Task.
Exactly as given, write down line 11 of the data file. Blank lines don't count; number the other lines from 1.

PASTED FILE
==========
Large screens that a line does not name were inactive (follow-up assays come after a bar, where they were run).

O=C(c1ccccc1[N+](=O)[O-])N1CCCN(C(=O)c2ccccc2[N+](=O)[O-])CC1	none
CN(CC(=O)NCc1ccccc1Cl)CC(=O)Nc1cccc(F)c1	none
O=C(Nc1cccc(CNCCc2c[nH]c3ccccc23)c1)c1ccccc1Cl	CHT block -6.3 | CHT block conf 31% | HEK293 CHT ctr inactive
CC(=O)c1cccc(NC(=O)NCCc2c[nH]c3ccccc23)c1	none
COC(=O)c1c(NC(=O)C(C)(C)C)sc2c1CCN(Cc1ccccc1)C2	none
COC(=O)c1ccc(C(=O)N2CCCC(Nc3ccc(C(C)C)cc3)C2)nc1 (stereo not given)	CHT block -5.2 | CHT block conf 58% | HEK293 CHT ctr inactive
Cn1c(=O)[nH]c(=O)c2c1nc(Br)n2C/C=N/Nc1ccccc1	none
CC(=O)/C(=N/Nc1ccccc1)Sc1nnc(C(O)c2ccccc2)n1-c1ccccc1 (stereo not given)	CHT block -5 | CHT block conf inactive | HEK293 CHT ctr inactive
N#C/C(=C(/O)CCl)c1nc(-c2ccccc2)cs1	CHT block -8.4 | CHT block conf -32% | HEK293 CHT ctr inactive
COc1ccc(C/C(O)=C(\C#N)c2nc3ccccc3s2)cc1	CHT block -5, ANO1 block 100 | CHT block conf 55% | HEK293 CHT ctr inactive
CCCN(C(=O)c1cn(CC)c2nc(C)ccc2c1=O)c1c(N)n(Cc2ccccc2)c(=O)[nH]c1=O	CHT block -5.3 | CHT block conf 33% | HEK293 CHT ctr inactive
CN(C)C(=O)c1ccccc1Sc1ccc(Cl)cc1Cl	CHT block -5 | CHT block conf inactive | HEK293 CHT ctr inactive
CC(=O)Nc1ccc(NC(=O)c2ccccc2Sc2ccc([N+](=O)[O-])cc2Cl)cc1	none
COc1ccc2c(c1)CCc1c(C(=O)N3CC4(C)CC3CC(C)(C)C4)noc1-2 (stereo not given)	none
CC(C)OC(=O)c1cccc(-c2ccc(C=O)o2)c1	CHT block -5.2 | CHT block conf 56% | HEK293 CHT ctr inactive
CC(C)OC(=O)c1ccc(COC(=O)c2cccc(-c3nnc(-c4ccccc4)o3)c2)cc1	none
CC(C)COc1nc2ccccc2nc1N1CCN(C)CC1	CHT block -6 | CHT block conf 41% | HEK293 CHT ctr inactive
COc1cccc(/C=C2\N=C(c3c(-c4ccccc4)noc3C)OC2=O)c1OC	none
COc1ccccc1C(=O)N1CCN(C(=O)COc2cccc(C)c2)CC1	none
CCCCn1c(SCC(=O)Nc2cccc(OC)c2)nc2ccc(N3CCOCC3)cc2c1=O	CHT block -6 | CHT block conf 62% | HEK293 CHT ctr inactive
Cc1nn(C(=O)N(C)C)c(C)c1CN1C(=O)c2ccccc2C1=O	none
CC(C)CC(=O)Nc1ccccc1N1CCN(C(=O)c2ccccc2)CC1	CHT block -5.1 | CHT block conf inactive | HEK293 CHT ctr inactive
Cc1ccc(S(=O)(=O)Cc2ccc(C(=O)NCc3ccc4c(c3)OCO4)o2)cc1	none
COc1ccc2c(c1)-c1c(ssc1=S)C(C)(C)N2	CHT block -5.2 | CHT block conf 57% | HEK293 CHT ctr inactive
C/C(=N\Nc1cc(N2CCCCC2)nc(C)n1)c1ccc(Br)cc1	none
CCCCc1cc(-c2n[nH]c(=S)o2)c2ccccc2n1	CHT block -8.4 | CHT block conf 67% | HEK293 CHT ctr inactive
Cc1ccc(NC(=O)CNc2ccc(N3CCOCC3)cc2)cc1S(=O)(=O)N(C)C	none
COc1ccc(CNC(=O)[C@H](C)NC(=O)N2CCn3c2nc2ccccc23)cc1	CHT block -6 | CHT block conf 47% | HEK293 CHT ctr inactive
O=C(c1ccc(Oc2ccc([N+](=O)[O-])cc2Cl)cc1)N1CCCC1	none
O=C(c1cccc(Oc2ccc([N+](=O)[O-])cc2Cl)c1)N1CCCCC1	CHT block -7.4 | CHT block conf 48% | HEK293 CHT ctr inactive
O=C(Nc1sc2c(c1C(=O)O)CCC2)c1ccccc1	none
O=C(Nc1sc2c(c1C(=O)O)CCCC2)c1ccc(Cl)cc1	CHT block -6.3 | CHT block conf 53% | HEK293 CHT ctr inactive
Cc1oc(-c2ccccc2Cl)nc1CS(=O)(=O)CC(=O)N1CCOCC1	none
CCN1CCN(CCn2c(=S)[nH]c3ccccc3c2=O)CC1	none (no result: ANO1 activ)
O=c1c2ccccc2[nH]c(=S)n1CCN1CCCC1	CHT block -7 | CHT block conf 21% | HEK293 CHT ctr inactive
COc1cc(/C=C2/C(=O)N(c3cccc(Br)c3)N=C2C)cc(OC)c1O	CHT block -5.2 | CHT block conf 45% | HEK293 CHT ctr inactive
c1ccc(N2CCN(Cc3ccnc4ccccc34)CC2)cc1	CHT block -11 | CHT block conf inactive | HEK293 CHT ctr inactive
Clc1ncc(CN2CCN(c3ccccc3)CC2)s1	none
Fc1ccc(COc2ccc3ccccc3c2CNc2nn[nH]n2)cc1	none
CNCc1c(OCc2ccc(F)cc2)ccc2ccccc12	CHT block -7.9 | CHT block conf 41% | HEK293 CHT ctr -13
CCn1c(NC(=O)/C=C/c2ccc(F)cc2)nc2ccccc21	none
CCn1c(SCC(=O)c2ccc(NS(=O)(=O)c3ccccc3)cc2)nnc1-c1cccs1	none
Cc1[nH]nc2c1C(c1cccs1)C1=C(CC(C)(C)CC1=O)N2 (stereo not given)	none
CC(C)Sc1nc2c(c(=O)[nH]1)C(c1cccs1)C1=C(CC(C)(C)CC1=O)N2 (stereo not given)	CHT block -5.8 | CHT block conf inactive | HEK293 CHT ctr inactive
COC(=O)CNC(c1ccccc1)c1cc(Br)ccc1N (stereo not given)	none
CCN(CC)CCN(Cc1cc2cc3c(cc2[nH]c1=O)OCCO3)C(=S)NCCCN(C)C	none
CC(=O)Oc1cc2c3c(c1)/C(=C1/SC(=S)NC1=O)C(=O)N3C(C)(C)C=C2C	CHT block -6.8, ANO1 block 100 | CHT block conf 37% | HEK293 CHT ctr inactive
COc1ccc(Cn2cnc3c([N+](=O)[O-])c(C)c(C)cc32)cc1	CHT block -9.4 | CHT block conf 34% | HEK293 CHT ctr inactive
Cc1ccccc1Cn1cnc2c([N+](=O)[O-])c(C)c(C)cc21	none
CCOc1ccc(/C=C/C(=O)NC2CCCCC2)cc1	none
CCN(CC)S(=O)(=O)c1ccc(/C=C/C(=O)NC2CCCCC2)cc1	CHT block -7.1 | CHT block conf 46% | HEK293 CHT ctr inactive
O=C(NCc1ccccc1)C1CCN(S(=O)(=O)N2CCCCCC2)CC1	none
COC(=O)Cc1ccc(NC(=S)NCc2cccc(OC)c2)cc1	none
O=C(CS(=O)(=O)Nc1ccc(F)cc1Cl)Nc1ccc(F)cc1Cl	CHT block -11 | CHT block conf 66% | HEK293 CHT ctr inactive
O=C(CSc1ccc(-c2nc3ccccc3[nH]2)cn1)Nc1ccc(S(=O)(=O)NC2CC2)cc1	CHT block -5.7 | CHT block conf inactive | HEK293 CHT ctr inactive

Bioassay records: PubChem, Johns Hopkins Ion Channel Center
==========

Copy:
COc1ccc(C/C(O)=C(\C#N)c2nc3ccccc3s2)cc1	CHT block -5, ANO1 block 100 | CHT block conf 55% | HEK293 CHT ctr inactive